SINGAPORE: It is an all-white affair that takes place once every two years: Over a thousand men and women congregate for the ruling People’s Action Party (PAP) conference, where they will elect the party’s top decision-making body, take stock of its performance thus far and chart the party’s path forward.
However, unlike previous conferences, the one to be held later this year is set to hold added significance: For the first time, the identity of the man who will eventually become the next chief of the PAP — and in all likelihood, the Republic’s next Prime Minister — is expected to become clearer to Singaporeans through the party’s Central Executive Committee (CEC) election.
In the last two leadership transitions — first to Mr Goh Chok Tong, and then to Mr Lee Hsien Loong — both men had already been identified as the next Prime Minister before they assumed the first assistant secretary-general position in the PAP CEC during the party conference, and later the post of secretary-general. So, the party’s internal elections then were seen by many as a mere formality in that regard.
Mr Goh assumed the post of first assistant secretary-general in the PAP CEC in November 1984, before he was appointed Deputy Prime Minister a month later following the December 1984 General Election (GE).
Nevertheless, prior to his party appointment, Mr Goh had emerged as the clear leader among his peers in the Cabinet. He became Prime Minister in November 1990, and secretary-general about two years later.
PM Lee was appointed Deputy Prime Minister in November 1990, and became the PAP's first assistant secretary-general in December 1992. He became secretary-general in December 2003, and Prime Minister in August 2004.
Dr Gillian Koh, from the Institute of Policy Studies (IPS), noted that there is no rigid template for the successor to the Prime Minister to follow, by attaining certain posts within the party vis-à-vis the process of promotion in government positions, and the public announcement of the successor’s identity.
Reading the tea leaves on who will be Singapore’s next Prime Minister has been an ongoing exercise in the past one-and-a-half years, with political buffs engaging in a fresh round of speculation following Law and Home Affairs Minister K Shanmugam’s comments last month.
He had said that political succession is gathering steam, and hinted that the transition will become clearer after the upcoming PAP’s CEC election.
“Look out for the slate of candidates elected. Look at the positions they hold and that should give you an indication of where the transition process is,” Mr Shanmugam had said.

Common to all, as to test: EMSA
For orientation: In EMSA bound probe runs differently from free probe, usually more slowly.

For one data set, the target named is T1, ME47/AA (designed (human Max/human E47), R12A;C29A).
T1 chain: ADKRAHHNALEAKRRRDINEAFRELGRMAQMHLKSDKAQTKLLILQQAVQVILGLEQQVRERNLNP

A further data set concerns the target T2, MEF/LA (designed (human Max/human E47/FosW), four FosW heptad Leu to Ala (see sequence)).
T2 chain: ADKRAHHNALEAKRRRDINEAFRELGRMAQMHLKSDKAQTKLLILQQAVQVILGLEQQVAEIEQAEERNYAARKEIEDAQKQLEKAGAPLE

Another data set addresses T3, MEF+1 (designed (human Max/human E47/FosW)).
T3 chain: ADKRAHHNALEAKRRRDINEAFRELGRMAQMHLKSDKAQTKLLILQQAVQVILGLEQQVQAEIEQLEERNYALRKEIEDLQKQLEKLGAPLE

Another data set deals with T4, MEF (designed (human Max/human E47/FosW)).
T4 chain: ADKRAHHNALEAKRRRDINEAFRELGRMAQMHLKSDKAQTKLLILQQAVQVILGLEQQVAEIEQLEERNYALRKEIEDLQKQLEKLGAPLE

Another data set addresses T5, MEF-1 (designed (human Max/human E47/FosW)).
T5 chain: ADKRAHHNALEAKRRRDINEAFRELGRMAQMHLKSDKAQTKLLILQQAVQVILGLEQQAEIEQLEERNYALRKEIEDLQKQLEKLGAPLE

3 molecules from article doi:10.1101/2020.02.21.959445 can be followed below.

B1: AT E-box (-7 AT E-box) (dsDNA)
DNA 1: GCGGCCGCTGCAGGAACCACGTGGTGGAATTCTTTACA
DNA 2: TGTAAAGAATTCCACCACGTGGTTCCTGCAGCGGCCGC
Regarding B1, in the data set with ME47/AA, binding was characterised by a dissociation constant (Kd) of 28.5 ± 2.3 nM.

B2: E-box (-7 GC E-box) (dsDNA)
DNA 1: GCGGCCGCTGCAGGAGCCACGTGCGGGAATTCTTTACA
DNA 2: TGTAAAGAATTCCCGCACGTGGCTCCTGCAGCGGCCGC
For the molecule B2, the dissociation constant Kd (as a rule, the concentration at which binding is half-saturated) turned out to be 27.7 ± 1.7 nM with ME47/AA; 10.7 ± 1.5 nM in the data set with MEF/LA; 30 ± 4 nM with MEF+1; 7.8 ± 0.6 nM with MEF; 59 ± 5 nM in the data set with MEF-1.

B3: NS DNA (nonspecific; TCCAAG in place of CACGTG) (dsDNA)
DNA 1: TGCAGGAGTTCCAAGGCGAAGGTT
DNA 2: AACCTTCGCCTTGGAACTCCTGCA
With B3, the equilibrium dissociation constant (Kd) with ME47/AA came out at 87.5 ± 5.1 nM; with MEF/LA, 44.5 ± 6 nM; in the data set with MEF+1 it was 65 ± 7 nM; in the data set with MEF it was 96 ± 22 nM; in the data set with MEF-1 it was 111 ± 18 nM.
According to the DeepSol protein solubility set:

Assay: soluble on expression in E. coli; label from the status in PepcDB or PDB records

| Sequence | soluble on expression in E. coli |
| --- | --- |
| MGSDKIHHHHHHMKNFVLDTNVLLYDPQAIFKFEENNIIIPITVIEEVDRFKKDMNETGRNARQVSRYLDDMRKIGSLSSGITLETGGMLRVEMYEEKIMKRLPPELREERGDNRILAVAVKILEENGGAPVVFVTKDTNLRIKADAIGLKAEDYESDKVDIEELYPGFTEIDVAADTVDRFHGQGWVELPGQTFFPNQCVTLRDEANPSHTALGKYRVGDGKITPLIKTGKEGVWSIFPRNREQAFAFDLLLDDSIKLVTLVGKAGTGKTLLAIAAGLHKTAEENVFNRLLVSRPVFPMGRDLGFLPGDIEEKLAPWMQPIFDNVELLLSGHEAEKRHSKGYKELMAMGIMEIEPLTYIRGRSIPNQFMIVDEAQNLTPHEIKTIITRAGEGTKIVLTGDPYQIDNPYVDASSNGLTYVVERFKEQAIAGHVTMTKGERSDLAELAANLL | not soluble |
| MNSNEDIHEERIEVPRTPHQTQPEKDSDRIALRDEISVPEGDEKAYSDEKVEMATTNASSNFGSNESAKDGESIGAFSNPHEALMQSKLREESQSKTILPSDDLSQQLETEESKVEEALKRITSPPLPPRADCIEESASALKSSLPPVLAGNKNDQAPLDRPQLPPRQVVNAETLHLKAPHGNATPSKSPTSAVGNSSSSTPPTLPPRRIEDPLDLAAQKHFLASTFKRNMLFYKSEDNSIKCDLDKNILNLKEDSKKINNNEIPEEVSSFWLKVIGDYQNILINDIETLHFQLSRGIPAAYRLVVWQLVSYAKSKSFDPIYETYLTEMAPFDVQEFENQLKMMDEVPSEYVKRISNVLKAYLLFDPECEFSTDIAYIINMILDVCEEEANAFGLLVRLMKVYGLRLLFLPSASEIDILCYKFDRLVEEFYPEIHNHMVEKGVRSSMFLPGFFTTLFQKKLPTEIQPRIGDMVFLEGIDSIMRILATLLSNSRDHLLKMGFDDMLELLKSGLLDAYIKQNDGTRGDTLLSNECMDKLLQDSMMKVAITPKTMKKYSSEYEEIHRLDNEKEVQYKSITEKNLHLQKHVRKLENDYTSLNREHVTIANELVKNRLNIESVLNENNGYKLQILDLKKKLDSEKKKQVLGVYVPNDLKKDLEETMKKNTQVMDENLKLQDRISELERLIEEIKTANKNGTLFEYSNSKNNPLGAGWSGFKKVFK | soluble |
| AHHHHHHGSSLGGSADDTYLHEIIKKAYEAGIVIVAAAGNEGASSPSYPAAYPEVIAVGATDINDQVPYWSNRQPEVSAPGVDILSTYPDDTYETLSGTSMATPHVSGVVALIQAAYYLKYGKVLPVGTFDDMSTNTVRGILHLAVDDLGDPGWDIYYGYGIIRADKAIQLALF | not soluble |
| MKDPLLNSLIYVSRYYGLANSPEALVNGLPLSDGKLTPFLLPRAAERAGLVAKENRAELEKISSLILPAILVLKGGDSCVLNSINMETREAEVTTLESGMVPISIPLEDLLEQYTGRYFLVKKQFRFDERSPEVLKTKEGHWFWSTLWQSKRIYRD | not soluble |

Political analysts previously said that they expect at least one, if not two, new assistant secretary-generals — the second-in-command positions — to be appointed by the PAP after its CEC election.
Referring to Mr Shanmugam’s remarks, Dr Koh felt the key point was that the potential successor must receive strong support from the PAP cadres.
“If the senior members of the ruling party have said that the upcoming CEC election is a critical one and will provide indication of who that successor may be, then we will read it as significant and that the party system is relevant to the process,” added Dr Koh, who is the deputy research director at IPS.
A CADRE SYSTEM SHROUDED IN SECRECY
Within the PAP, there is an inner circle known as cadres. These are party stalwarts who have the privilege which no other ordinary member has: The right to decide which individuals make it into the party’s top decision-making body.
For years, not much is known about the cadre system. Even within the party, members do not know who is a cadre among them, and there is no known published data on their numbers.
But in a media interview in 1998, former Deputy Prime Minister Wong Kan Seng offered a glimpse into a system that had been shrouded in secrecy. He revealed then that the PAP had more than 1,000 cadres. They received no perks, other than the right to vote in the CEC election. The PAP did not respond to queries on latest figures.
Mr Wong had said there was no instruction for cadres to keep their identities a secret, adding that they did not disclose it due to an unwillingness to “boast about it”.